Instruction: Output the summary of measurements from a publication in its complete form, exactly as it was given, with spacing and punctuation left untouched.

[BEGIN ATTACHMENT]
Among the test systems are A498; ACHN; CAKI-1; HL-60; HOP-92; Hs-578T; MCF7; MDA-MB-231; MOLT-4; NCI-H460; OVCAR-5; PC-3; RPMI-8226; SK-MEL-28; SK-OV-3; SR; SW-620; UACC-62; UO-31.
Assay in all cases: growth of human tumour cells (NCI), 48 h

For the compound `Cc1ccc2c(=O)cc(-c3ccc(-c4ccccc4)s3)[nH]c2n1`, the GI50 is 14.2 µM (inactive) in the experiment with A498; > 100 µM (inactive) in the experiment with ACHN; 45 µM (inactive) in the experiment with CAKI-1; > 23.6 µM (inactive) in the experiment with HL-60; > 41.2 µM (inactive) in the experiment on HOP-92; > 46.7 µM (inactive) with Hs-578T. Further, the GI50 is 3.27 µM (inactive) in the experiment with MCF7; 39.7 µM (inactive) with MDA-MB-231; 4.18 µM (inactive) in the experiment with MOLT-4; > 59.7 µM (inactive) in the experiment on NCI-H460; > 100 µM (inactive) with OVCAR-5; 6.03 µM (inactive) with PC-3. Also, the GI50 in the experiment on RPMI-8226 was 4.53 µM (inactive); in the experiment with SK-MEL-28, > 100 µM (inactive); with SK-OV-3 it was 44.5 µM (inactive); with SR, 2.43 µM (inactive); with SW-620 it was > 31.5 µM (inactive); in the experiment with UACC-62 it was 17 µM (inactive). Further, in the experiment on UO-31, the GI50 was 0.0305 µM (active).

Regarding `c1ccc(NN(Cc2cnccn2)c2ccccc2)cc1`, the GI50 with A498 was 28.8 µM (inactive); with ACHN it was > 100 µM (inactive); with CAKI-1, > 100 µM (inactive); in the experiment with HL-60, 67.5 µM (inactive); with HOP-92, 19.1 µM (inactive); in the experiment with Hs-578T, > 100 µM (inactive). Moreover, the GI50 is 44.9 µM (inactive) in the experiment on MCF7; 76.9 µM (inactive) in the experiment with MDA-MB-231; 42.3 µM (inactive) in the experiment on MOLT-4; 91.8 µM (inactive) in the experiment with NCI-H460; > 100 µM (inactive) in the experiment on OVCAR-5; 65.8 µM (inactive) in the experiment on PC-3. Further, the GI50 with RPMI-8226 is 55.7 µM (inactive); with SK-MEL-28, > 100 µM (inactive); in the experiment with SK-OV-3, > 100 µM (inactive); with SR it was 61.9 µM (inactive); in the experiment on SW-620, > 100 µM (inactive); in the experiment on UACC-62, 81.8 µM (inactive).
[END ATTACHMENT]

Among the test systems are A498; ACHN; CAKI-1; HL-60; HOP-92; Hs-578T; MCF7; MDA-MB-231; MOLT-4; NCI-H460; OVCAR-5; PC-3; RPMI-8226; SK-MEL-28; SK-OV-3; SR; SW-620; UACC-62; UO-31.
Assay in all cases: growth of human tumour cells (NCI), 48 h

For the compound `Cc1ccc2c(=O)cc(-c3ccc(-c4ccccc4)s3)[nH]c2n1`, the GI50 is 14.2 µM (inactive) in the experiment with A498; > 100 µM (inactive) in the experiment with ACHN; 45 µM (inactive) in the experiment with CAKI-1; > 23.6 µM (inactive) in the experiment with HL-60; > 41.2 µM (inactive) in the experiment on HOP-92; > 46.7 µM (inactive) with Hs-578T. Further, the GI50 is 3.27 µM (inactive) in the experiment with MCF7; 39.7 µM (inactive) with MDA-MB-231; 4.18 µM (inactive) in the experiment with MOLT-4; > 59.7 µM (inactive) in the experiment on NCI-H460; > 100 µM (inactive) with OVCAR-5; 6.03 µM (inactive) with PC-3. Also, the GI50 in the experiment on RPMI-8226 was 4.53 µM (inactive); in the experiment with SK-MEL-28, > 100 µM (inactive); with SK-OV-3 it was 44.5 µM (inactive); with SR, 2.43 µM (inactive); with SW-620 it was > 31.5 µM (inactive); in the experiment with UACC-62 it was 17 µM (inactive). Further, in the experiment on UO-31, the GI50 was 0.0305 µM (active).

Regarding `c1ccc(NN(Cc2cnccn2)c2ccccc2)cc1`, the GI50 with A498 was 28.8 µM (inactive); with ACHN it was > 100 µM (inactive); with CAKI-1, > 100 µM (inactive); in the experiment with HL-60, 67.5 µM (inactive); with HOP-92, 19.1 µM (inactive); in the experiment with Hs-578T, > 100 µM (inactive). Moreover, the GI50 is 44.9 µM (inactive) in the experiment on MCF7; 76.9 µM (inactive) in the experiment with MDA-MB-231; 42.3 µM (inactive) in the experiment on MOLT-4; 91.8 µM (inactive) in the experiment with NCI-H460; > 100 µM (inactive) in the experiment on OVCAR-5; 65.8 µM (inactive) in the experiment on PC-3. Further, the GI50 with RPMI-8226 is 55.7 µM (inactive); with SK-MEL-28, > 100 µM (inactive); in the experiment with SK-OV-3, > 100 µM (inactive); with SR it was 61.9 µM (inactive); in the experiment on SW-620, > 100 µM (inactive); in the experiment on UACC-62, 81.8 µM (inactive).